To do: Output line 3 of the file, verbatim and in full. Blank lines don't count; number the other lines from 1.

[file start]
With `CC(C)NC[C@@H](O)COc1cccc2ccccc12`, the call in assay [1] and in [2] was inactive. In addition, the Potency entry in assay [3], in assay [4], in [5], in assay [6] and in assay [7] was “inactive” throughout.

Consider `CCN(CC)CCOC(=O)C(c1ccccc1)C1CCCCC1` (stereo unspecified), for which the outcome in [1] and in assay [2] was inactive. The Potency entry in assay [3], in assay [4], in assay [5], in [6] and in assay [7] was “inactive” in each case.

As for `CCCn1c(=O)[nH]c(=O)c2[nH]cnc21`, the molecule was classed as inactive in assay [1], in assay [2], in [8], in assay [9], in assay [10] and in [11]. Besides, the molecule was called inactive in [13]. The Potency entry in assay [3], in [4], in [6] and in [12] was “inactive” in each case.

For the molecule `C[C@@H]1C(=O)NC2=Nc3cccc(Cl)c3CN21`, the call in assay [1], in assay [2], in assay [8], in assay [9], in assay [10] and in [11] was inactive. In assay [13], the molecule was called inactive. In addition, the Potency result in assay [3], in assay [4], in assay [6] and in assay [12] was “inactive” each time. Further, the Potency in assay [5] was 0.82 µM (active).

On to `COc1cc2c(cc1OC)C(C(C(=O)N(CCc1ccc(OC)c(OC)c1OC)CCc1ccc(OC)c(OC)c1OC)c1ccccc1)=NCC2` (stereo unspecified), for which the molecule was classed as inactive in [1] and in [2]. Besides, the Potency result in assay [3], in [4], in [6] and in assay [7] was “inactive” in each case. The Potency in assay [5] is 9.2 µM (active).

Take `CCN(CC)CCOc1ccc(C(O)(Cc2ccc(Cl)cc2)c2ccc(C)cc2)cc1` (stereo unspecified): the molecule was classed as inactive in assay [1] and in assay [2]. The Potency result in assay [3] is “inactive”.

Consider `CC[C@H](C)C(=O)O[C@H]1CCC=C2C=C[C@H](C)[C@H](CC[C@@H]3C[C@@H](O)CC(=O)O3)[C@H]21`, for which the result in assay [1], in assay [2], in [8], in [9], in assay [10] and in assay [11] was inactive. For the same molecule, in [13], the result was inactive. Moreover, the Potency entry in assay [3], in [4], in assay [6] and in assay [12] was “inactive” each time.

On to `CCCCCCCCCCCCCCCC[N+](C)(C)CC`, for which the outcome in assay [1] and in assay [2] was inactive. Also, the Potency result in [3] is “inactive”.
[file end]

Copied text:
As for `CCCn1c(=O)[nH]c(=O)c2[nH]cnc21`, the molecule was classed as inactive in assay [1], in assay [2], in [8], in assay [9], in assay [10] and in [11]. Besides, the molecule was called inactive in [13]. The Potency entry in assay [3], in [4], in [6] and in [12] was “inactive” in each case.